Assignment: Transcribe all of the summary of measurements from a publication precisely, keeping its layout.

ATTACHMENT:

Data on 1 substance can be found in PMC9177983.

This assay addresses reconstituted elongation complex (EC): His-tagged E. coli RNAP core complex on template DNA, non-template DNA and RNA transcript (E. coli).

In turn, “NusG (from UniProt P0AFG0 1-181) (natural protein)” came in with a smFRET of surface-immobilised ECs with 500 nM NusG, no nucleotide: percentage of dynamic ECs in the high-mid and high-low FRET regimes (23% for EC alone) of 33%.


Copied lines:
Data on 1 substance can be found in PMC9177983.

This assay addresses reconstituted elongation complex (EC): His-tagged E. coli RNAP core complex on template DNA, non-template DNA and RNA transcript (E. coli).

In turn, “NusG (from UniProt P0AFG0 1-181) (natural protein)” came in with a smFRET of surface-immobilised ECs with 500 nM NusG, no nucleotide: percentage of dynamic ECs in the high-mid and high-low FRET regimes (23% for EC alone) of 33%.